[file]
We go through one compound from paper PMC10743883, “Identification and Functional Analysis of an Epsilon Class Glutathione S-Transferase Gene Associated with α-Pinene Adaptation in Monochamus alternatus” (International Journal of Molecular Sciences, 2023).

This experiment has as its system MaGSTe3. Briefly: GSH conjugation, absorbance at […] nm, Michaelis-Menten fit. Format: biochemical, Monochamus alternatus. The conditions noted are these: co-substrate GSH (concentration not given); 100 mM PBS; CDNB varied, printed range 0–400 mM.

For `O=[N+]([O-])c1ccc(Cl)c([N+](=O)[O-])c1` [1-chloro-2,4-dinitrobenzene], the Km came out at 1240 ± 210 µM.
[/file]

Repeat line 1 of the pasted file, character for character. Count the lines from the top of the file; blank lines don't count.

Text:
We go through one compound from paper PMC10743883, “Identification and Functional Analysis of an Epsilon Class Glutathione S-Transferase Gene Associated with α-Pinene Adaptation in Monochamus alternatus” (International Journal of Molecular Sciences, 2023).